More and more Europeans are feeling the sting of the housing crisis affecting much of the bloc. Now, leading European organisations have come together with one voice to encourage Europe’s leaders to take action, and demand fair and sustainable housing for Europe’s people. An open letter from CEMR, Eurocities, Housing Europe, the International Union of Tenants, and SOLIDAR to the European Union Ministers for Housing advocates for investment in affordable housing, legislative reforms, and a broader approach to social housing.
Mayors highlight a huge funding gap for the next 5 years, particularly in climate action and energy transition.
There is a large shortfall in critical areas like migration, urban poverty, housing.
— Eurocities (@EUROCITIES) June 23, 2023
The letter, released today, comes as these ministers begin their Informal Ministerial Meeting on Housing and Urban Development (November 13-14) in Gijon, under the Spanish EU Council Presidency. Here, they are set to adopt the Gijon Declaration on sustainable, healthy, and inclusive housing. Read it in full here.
Housing at the fore
Cities, regions, and countries across the EU are contending with a severe shortage of decent, affordable, and adequate housing. The rents and house prices, outpacing income growth, are leading to a significant financial burden on households. This crisis is no longer confined to the most vulnerable groups; it now includes many middle-income families who are struggling to find affordable housing in the market. Key workers like police officers, teachers, and nurses, along with young adults and individuals facing significant life changes, such as divorce, find themselves particularly affected.
Legislative action now
The letter emphasises the need for legislative change, particularly the revision of the EU’s Services of General Economic Interest (SGEI) decision in 2012. An updated understanding who social housing is for, one that includes housing for middle-income groups, is needed to facilitate a more inclusive approach, and European state aid rules must be adjusted to accommodate this.
🏙️ Homelessness on the rise in Europe, impacting big cities due to housing affordability and attractive services.
— Eurocities (@EUROCITIES) July 26, 2023
The signatory organisations strongly support the Housing Ministers’ recommendation to the European Commission for a renewed approach in this area, aligning with broader European perspectives, including the European Parliament’s Own-Initiative Report (2021) and opinions from the European Committee of the Regions (2017) and the European Economic and Social Committee (2019).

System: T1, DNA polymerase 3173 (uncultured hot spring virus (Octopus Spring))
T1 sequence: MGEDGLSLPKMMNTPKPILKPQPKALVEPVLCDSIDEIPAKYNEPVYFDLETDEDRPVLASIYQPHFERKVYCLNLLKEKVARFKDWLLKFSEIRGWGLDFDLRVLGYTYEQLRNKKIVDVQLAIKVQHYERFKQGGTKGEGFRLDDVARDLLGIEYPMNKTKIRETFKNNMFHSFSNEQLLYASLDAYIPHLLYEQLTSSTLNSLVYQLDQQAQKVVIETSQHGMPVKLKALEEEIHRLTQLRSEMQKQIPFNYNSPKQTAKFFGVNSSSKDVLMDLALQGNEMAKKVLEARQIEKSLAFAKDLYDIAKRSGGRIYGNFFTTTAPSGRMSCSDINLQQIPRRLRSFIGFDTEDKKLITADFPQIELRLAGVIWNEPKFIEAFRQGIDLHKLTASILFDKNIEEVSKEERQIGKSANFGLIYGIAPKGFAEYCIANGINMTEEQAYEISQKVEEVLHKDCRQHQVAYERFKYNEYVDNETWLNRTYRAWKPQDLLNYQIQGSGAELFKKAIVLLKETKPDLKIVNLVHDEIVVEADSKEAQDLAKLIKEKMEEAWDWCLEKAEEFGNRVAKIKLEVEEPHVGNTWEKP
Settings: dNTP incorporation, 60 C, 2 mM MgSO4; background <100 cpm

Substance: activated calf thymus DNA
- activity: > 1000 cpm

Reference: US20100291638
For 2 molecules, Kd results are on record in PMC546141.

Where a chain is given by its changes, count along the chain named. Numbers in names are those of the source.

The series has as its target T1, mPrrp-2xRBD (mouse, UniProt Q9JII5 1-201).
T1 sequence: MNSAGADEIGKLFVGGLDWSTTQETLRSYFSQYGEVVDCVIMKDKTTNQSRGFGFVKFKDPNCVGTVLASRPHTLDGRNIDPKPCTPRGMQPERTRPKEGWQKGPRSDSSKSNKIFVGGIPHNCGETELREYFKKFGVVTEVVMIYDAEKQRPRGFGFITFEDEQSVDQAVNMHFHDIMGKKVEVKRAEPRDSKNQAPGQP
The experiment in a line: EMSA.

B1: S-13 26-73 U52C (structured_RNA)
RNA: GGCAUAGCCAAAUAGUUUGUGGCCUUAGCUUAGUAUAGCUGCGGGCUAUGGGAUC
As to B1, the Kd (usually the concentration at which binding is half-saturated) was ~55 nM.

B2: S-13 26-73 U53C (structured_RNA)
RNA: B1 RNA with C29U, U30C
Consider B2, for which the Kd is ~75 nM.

At home in your city
Sustainable and affordable housing has long been a core issue for Europe’s cities, which have a long history of innovative approaches. Amsterdam has been proactive in mitigating energy poverty through grants and support schemes for low-income households.
Bologna, Valencia and Valladolid are establishing local green energy communities and renovating public housing while involving universities, residents’ associations, and energy agencies for sustainable urban living. Vienna, to tackle unaffordable energy prices, has expanded its grant programme significantly, investing in energy-efficient housing and supporting vulnerable groups, including women.
Youth #homelessness is rising in cities across Europe.
To respond to the crisis, cities are calling for more EU & national funding for social measures focused on youth health, education & jobs, and investment in affordable housing.
— Eurocities (@EUROCITIES) November 10, 2023
Bristol, Lyon, Munich, Porto, Rotterdam and Tallinn are also among the cities spearheading initiatives for sustainable and inclusive housing. Bristol’s One City Approach brings together civic leaders to solve community issues, while Munich’s Green Social New Deal focuses on environmental protection and social cohesion.
Porto’s strategy includes affordable housing and clean mobility solutions, and Lyon offers a monthly minimum income for young people alongside psychological support. Tallinn’s investment in combating homelessness and Rotterdam’s focus on educational investments demonstrate diverse approaches to social issues tied to housing.
Cities have not only been operationalising these principles for many years, but also have long been advocating through Eurocities for these kinds of changes at European level, many of which are already embodied in this Eurocities policy paper from all the way back in 2013.
A fairer Europe
With this letter, Eurocities and its co-signatories make it clear that there is broad support for increased momentum on accessible, affordable, and sustainable housing across Europe. As the EU Ministers gather in Gijon, their decisions and subsequent actions will be crucial in shaping the housing landscape of Europe.
It is hoped that the Gijon Declaration will be a significant step toward creating more inclusive, sustainable, and healthy living environments, but the real measure of success will be in the tangible actions that follow, transforming the landscape of housing in the EU.